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Interview with Pablo Inirio

Keep it Simple

Pablo Inirio is a master darkroom printer for the prestigious Magnum photo agency, charged with the responsibility of making prints of some of the most iconic black and white images in history. In a world of increasingly few professional darkroom printers, the skills he hones seem today almost like a dark art, both chemically scientific and enigmatically magical. We paid a visit to the Magnum office in New York City to talk with Inirio about the printmaking craft of modern times.

Tell us what it means to be a darkroom printer these days: to what extent is it based in craftsmanship or art or science?

A lot of it is just craftsmanship. You can’t really get so much into the art, because it’s not your picture. When it’s someone else’s thing, I have to keep a neutral feel. I have to just print it how they want it – and that’s fine! It actually makes life easier, because if you have total freedom, there’s too much range. This way, you get a negative, you give it some good shadow detail, some good highlights—and boom, it’s done. If I know the photographer’s looking for a certain look, then I do it, but most of the time they don’t say anything. They just say, “Here, print it.”

As far as science, it’s pretty straightforward. If you know how to mix the chemistry, you’re fine. I don’t do anything fancy, I keep it really simple in there. Basic developer, like Dektol, you got your stop bath, a basic rapid fixer, like a non-hardener, wash, sepia tone. Nothing fancy. I don’t have time to do anything fancy. It just has to wash really well, tone it nicely, then wash it again, and it should last for years and years.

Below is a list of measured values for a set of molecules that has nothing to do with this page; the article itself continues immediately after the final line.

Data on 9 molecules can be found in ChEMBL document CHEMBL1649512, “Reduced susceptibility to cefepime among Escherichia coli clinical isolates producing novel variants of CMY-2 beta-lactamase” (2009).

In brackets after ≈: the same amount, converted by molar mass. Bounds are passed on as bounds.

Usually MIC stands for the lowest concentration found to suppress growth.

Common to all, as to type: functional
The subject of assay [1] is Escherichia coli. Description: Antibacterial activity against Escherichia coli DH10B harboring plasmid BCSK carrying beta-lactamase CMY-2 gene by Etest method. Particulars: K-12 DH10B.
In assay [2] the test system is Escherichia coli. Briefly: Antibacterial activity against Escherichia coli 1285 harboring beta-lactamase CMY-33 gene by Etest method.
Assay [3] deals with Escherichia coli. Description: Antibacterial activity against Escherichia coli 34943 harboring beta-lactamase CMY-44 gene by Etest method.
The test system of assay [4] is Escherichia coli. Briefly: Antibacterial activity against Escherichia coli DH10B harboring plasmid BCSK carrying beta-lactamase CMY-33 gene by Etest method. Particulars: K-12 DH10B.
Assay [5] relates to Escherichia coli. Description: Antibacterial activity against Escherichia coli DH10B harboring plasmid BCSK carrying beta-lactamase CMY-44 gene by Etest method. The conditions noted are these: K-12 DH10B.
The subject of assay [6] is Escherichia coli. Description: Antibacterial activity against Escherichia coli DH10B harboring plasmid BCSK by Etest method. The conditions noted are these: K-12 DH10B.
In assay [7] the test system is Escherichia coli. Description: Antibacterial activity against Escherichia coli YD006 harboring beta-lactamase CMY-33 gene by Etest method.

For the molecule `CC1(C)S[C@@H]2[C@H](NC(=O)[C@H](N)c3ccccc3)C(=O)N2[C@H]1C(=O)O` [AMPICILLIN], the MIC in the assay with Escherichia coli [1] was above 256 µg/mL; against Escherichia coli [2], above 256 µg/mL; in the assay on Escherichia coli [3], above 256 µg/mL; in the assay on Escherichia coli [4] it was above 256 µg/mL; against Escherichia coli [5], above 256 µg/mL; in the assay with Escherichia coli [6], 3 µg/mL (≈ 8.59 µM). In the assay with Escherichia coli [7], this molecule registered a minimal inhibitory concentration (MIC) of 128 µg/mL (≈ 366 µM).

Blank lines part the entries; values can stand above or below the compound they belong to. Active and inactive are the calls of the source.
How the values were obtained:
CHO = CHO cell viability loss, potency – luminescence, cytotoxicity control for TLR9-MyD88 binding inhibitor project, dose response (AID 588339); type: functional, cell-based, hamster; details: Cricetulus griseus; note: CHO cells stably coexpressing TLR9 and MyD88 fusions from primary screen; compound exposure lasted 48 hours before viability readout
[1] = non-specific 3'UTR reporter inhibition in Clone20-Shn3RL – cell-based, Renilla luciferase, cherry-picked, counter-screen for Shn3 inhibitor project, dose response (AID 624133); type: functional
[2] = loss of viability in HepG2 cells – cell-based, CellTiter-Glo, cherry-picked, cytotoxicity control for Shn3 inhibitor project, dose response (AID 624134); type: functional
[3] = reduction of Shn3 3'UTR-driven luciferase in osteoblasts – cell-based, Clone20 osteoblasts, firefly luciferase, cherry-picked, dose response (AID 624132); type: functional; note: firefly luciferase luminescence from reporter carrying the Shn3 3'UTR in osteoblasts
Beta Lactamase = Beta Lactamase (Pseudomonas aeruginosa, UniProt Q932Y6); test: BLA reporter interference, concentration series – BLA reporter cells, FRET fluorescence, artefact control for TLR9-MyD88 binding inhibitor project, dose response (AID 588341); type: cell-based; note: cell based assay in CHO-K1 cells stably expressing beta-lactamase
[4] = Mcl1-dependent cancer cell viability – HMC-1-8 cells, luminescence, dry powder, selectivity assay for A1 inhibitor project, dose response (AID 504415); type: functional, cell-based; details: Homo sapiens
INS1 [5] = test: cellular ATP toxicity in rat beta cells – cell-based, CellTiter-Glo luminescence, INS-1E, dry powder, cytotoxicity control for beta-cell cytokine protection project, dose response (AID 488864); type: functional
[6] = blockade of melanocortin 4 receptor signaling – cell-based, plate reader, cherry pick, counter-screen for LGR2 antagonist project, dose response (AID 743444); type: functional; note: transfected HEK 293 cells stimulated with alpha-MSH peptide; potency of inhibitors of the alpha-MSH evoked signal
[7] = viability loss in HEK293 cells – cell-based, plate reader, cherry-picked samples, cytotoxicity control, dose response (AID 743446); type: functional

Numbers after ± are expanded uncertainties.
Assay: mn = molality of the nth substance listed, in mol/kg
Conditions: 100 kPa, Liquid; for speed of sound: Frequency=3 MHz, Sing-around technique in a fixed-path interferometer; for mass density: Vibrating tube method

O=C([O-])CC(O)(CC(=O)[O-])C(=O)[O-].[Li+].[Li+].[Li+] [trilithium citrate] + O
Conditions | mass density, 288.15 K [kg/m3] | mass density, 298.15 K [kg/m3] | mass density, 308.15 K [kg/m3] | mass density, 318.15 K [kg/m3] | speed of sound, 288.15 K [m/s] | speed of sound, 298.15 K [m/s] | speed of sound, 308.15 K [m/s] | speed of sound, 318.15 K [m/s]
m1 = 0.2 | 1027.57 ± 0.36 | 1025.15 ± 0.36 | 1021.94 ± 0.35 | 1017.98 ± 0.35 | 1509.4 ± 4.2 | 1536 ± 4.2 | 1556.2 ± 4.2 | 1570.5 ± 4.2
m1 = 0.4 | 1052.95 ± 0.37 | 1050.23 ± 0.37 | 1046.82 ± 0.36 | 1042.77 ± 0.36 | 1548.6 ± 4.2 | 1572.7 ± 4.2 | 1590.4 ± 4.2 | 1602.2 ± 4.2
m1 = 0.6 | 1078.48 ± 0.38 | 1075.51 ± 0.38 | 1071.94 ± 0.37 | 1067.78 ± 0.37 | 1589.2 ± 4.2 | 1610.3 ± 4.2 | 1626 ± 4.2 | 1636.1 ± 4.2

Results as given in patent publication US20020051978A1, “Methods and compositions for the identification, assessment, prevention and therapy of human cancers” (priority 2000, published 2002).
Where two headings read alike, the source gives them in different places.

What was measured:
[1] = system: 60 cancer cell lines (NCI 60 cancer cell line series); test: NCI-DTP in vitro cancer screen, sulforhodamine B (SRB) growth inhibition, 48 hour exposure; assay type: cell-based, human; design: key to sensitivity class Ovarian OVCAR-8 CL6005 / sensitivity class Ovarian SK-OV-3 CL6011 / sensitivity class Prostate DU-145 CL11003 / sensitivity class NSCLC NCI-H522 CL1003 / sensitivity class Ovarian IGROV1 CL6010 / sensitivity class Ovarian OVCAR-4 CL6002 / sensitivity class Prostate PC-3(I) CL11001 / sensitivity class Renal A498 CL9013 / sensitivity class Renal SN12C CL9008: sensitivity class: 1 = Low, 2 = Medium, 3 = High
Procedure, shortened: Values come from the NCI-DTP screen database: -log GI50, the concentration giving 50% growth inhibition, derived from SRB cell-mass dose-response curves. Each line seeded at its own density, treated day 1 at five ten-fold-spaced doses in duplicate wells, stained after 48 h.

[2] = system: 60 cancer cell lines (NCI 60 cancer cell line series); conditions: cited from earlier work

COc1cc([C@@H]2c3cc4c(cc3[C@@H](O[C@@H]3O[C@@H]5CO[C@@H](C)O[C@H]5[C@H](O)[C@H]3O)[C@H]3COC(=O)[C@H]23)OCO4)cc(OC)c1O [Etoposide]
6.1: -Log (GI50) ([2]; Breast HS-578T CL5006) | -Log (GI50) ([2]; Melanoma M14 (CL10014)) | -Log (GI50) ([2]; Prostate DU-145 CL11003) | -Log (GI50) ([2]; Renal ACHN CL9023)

Do you ever disagree with a photographer about how to print a photo?

I like when the photographer’s arguing with me about a print. I argue right back! I try my best to convince them to my way but in the end it is their picture, so I have to do with they want. They went to the Amazon to shoot that picture—you didn’t—so you don’t have a say.

When you’re printing for someone you have to leave your ego out of it. They know what it looked like, and you hope that they remember the feeling they had. What I end up doing a lot of times is I do it their way, and I also give them my way, so they can choose.

You produce a lot of prints for photographers who are no longer alive, though. How do you print when they’re no longer around to argue with you?

I do a lot of estate prints, yeah. Luckily, I was around when they were around, so a lot of the pictures I’m doing now, I worked with them before. So I’m trying to keep in my mind the same look that they liked then. I have to respect what they wanted. But most of the time, I gotta tell you, they just let me print it, you know? No one really interfered much—or it wasn’t so much interference but more like, they trusted you, I guess.